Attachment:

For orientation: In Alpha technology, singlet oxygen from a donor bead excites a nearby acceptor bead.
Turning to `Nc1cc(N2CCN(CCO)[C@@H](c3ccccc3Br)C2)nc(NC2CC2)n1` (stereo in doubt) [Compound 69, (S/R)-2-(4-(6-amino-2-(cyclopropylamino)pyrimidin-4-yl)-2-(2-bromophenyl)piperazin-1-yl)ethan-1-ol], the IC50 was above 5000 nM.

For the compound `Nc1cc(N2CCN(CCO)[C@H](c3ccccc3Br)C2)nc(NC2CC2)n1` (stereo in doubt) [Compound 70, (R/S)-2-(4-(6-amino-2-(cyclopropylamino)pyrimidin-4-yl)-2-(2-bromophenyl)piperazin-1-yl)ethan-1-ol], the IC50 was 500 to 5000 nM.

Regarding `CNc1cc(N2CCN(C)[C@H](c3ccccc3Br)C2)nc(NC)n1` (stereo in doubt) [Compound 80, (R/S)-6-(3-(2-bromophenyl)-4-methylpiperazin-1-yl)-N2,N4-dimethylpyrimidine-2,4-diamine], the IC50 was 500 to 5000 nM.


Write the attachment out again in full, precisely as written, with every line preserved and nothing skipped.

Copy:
For orientation: In Alpha technology, singlet oxygen from a donor bead excites a nearby acceptor bead.
Turning to `Nc1cc(N2CCN(CCO)[C@@H](c3ccccc3Br)C2)nc(NC2CC2)n1` (stereo in doubt) [Compound 69, (S/R)-2-(4-(6-amino-2-(cyclopropylamino)pyrimidin-4-yl)-2-(2-bromophenyl)piperazin-1-yl)ethan-1-ol], the IC50 was above 5000 nM.

For the compound `Nc1cc(N2CCN(CCO)[C@H](c3ccccc3Br)C2)nc(NC2CC2)n1` (stereo in doubt) [Compound 70, (R/S)-2-(4-(6-amino-2-(cyclopropylamino)pyrimidin-4-yl)-2-(2-bromophenyl)piperazin-1-yl)ethan-1-ol], the IC50 was 500 to 5000 nM.

Regarding `CNc1cc(N2CCN(C)[C@H](c3ccccc3Br)C2)nc(NC)n1` (stereo in doubt) [Compound 80, (R/S)-6-(3-(2-bromophenyl)-4-methylpiperazin-1-yl)-N2,N4-dimethylpyrimidine-2,4-diamine], the IC50 was 500 to 5000 nM.